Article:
The Consumer Psychology of Mail-In Rebates: A Model of Anchoring and Adjustment

38 Pages Posted: 17 Jan 2006

See all articles by Dilip Soman

Dilip Soman

University of Toronto - Department of Marketing

John T. Gourville

Harvard Business School

Date Written: December 10, 2005

Abstract

Consumers who buy a product intending to use an accompanying mail-in rebate often do not redeem the rebate. To explain this behavior, we argue that consumers use an anchoring and adjustment approach to predicting the likelihood of redeeming a rebate. In keeping with previous research on anchoring and adjustment, for instance, we show that when presented with a desirable product, consumers anchor on scenarios of successful redemption and adjust insufficiently for things that could go wrong in the redemption process.

However, we also propose this anchoring and adjustment process is impacted by a consumer's motivation to purchase the rebated product. In particular, we propose the anchor employed will be driven by the valence of a consumer's underlying motivation. Specifically, a consumer that is motivated to purchase the product will anchor on scenarios of successful redemption while a consumer that is motivated to avoid purchasing will anchor on scenarios of failed redemption. We also propose that the degree of adjustment consumer's employ will be driven by their strength of motivation - i.e., the stronger the motivation, the less the adjustment to the motivational anchor. Consequently, mail in rebates either can serve to enhance or to dampen purchase intention depending on a consumer's underlying motivation. In other words, rebates offer consumers a means to justify a preferred course of action. Across a series of three studies, we show this to be the case.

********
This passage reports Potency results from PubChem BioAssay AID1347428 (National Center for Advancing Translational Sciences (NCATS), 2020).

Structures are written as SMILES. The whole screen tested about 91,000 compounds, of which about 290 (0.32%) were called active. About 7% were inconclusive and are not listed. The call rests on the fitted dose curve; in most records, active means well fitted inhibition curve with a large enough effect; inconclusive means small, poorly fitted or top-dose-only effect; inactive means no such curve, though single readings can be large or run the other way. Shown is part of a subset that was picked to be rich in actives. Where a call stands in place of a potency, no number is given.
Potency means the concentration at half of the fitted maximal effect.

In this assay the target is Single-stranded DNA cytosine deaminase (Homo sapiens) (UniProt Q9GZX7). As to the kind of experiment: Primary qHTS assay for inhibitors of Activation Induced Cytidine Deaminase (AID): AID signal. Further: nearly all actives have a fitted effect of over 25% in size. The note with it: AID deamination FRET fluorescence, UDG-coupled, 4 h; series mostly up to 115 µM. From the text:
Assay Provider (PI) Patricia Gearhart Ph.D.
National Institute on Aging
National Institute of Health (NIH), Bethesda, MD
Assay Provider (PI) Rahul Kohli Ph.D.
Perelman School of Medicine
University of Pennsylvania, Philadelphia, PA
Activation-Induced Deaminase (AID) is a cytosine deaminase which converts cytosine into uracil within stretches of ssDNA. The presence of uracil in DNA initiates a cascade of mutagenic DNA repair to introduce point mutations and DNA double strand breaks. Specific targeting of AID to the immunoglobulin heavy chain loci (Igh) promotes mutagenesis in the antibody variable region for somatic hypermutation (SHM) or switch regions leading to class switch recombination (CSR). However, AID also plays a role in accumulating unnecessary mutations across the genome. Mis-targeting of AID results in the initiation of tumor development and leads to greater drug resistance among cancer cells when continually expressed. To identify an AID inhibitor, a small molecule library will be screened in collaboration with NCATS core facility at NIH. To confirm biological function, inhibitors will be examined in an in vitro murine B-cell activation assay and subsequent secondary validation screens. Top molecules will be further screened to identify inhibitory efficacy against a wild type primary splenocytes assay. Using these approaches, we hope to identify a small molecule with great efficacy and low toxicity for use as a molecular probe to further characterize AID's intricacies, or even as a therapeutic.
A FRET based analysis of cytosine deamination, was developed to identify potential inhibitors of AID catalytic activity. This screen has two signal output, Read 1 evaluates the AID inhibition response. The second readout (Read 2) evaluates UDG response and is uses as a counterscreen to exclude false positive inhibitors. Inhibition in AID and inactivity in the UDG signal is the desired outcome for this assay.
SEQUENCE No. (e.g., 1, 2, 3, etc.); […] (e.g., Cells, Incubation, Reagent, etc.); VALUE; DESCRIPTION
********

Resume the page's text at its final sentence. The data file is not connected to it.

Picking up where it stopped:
Keywords: mail-in rebates, anchoring and adjustment, debiasing

JEL Classification: M30, M31

Suggested Citation

Soman, Dilip and Gourville, John T., The Consumer Psychology of Mail-In Rebates: A Model of Anchoring and Adjustment (December 10, 2005). HBS Marketing Research Paper No. 06-02. Available at SSRN: https://ssrn.com/abstract=875658 or http://dx.doi.org/10.2139/ssrn.875658

Dilip Soman (Contact Author)

University of Toronto - Department of Marketing ( email )

John T. Gourville

Harvard Business School ( email )

Soldiers Field
Boston, MA 02163
United States
617-495-6133 (Phone)
617-496-5637 (Fax)

Register to save articles to
your library

Register

Paper statistics

Downloads
661
rank
35,865
Abstract Views
3,753
PlumX